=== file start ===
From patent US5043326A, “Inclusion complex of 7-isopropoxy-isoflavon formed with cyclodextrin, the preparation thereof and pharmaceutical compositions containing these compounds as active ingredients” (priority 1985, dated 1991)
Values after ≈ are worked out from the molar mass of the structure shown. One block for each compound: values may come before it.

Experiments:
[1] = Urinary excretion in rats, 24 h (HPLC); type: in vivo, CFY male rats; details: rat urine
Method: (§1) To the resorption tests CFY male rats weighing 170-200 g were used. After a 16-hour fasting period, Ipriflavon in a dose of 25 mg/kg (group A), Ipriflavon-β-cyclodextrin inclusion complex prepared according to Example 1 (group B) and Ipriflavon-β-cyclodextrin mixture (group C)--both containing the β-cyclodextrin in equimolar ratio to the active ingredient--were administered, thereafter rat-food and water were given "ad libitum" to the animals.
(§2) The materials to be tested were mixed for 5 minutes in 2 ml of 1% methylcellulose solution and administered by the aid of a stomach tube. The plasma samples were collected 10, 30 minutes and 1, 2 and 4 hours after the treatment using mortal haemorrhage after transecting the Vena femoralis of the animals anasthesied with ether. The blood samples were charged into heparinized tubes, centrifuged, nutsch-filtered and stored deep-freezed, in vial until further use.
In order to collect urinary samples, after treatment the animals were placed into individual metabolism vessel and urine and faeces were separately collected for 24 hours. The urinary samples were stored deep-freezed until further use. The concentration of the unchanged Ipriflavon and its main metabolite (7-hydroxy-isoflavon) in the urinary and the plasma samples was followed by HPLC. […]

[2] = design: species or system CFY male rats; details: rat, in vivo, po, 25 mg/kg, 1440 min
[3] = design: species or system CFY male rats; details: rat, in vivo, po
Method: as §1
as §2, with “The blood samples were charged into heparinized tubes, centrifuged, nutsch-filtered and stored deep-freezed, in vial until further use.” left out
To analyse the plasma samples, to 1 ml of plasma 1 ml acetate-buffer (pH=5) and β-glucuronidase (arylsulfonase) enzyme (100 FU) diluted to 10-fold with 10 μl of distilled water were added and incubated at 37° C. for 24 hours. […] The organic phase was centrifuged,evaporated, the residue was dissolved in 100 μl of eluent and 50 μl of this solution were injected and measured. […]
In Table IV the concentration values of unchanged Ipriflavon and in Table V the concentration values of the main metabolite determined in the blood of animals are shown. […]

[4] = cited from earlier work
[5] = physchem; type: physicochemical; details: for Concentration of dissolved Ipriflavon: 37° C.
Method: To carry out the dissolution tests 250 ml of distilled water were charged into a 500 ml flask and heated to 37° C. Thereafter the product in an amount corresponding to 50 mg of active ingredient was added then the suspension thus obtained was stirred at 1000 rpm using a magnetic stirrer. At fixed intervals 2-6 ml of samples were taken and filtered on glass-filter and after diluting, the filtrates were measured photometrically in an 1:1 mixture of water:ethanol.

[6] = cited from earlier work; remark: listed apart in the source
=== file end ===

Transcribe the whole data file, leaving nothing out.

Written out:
From patent US5043326A, “Inclusion complex of 7-isopropoxy-isoflavon formed with cyclodextrin, the preparation thereof and pharmaceutical compositions containing these compounds as active ingredients” (priority 1985, dated 1991)
Values after ≈ are worked out from the molar mass of the structure shown. One block for each compound: values may come before it.

Experiments:
[1] = Urinary excretion in rats, 24 h (HPLC); type: in vivo, CFY male rats; details: rat urine
Method: (§1) To the resorption tests CFY male rats weighing 170-200 g were used. After a 16-hour fasting period, Ipriflavon in a dose of 25 mg/kg (group A), Ipriflavon-β-cyclodextrin inclusion complex prepared according to Example 1 (group B) and Ipriflavon-β-cyclodextrin mixture (group C)--both containing the β-cyclodextrin in equimolar ratio to the active ingredient--were administered, thereafter rat-food and water were given "ad libitum" to the animals.
(§2) The materials to be tested were mixed for 5 minutes in 2 ml of 1% methylcellulose solution and administered by the aid of a stomach tube. The plasma samples were collected 10, 30 minutes and 1, 2 and 4 hours after the treatment using mortal haemorrhage after transecting the Vena femoralis of the animals anasthesied with ether. The blood samples were charged into heparinized tubes, centrifuged, nutsch-filtered and stored deep-freezed, in vial until further use.
In order to collect urinary samples, after treatment the animals were placed into individual metabolism vessel and urine and faeces were separately collected for 24 hours. The urinary samples were stored deep-freezed until further use. The concentration of the unchanged Ipriflavon and its main metabolite (7-hydroxy-isoflavon) in the urinary and the plasma samples was followed by HPLC. […]

[2] = design: species or system CFY male rats; details: rat, in vivo, po, 25 mg/kg, 1440 min
[3] = design: species or system CFY male rats; details: rat, in vivo, po
Method: as §1
as §2, with “The blood samples were charged into heparinized tubes, centrifuged, nutsch-filtered and stored deep-freezed, in vial until further use.” left out
To analyse the plasma samples, to 1 ml of plasma 1 ml acetate-buffer (pH=5) and β-glucuronidase (arylsulfonase) enzyme (100 FU) diluted to 10-fold with 10 μl of distilled water were added and incubated at 37° C. for 24 hours. […] The organic phase was centrifuged,evaporated, the residue was dissolved in 100 μl of eluent and 50 μl of this solution were injected and measured. […]
In Table IV the concentration values of unchanged Ipriflavon and in Table V the concentration values of the main metabolite determined in the blood of animals are shown. […]

[4] = cited from earlier work
[5] = physchem; type: physicochemical; details: for Concentration of dissolved Ipriflavon: 37° C.
Method: To carry out the dissolution tests 250 ml of distilled water were charged into a 500 ml flask and heated to 37° C. Thereafter the product in an amount corresponding to 50 mg of active ingredient was added then the suspension thus obtained was stirred at 1000 rpm using a magnetic stirrer. At fixed intervals 2-6 ml of samples were taken and filtered on glass-filter and after diluting, the filtrates were measured photometrically in an 1:1 mixture of water:ethanol.

[6] = cited from earlier work; remark: listed apart in the source